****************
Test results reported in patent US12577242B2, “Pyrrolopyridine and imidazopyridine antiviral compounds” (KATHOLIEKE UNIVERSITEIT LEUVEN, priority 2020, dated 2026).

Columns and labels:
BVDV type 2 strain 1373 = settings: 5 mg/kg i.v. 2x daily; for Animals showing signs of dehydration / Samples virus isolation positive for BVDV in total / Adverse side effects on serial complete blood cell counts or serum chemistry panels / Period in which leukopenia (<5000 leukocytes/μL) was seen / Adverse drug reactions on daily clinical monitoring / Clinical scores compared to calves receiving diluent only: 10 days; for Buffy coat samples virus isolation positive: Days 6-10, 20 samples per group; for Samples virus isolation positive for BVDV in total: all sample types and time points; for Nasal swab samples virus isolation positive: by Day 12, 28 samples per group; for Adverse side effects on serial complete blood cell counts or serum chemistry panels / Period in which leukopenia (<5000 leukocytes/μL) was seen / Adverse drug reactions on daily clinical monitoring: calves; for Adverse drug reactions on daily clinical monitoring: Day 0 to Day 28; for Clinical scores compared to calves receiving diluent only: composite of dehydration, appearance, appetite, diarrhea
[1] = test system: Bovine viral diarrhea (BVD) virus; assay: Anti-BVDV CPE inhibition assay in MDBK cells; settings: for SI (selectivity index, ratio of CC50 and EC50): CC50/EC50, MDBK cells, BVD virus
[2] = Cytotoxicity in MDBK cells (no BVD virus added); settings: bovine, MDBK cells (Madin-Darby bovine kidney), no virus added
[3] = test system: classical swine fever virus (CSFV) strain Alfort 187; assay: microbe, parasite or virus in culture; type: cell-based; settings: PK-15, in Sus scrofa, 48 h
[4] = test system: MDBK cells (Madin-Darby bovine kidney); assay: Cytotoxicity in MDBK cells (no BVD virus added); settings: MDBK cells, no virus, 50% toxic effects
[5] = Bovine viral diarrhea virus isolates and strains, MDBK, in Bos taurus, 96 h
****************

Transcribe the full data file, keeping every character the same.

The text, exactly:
Test results reported in patent US12577242B2, “Pyrrolopyridine and imidazopyridine antiviral compounds” (KATHOLIEKE UNIVERSITEIT LEUVEN, priority 2020, dated 2026).

Columns and labels:
BVDV type 2 strain 1373 = settings: 5 mg/kg i.v. 2x daily; for Animals showing signs of dehydration / Samples virus isolation positive for BVDV in total / Adverse side effects on serial complete blood cell counts or serum chemistry panels / Period in which leukopenia (<5000 leukocytes/μL) was seen / Adverse drug reactions on daily clinical monitoring / Clinical scores compared to calves receiving diluent only: 10 days; for Buffy coat samples virus isolation positive: Days 6-10, 20 samples per group; for Samples virus isolation positive for BVDV in total: all sample types and time points; for Nasal swab samples virus isolation positive: by Day 12, 28 samples per group; for Adverse side effects on serial complete blood cell counts or serum chemistry panels / Period in which leukopenia (<5000 leukocytes/μL) was seen / Adverse drug reactions on daily clinical monitoring: calves; for Adverse drug reactions on daily clinical monitoring: Day 0 to Day 28; for Clinical scores compared to calves receiving diluent only: composite of dehydration, appearance, appetite, diarrhea
[1] = test system: Bovine viral diarrhea (BVD) virus; assay: Anti-BVDV CPE inhibition assay in MDBK cells; settings: for SI (selectivity index, ratio of CC50 and EC50): CC50/EC50, MDBK cells, BVD virus
[2] = Cytotoxicity in MDBK cells (no BVD virus added); settings: bovine, MDBK cells (Madin-Darby bovine kidney), no virus added
[3] = test system: classical swine fever virus (CSFV) strain Alfort 187; assay: microbe, parasite or virus in culture; type: cell-based; settings: PK-15, in Sus scrofa, 48 h
[4] = test system: MDBK cells (Madin-Darby bovine kidney); assay: Cytotoxicity in MDBK cells (no BVD virus added); settings: MDBK cells, no virus, 50% toxic effects
[5] = Bovine viral diarrhea virus isolates and strains, MDBK, in Bos taurus, 96 h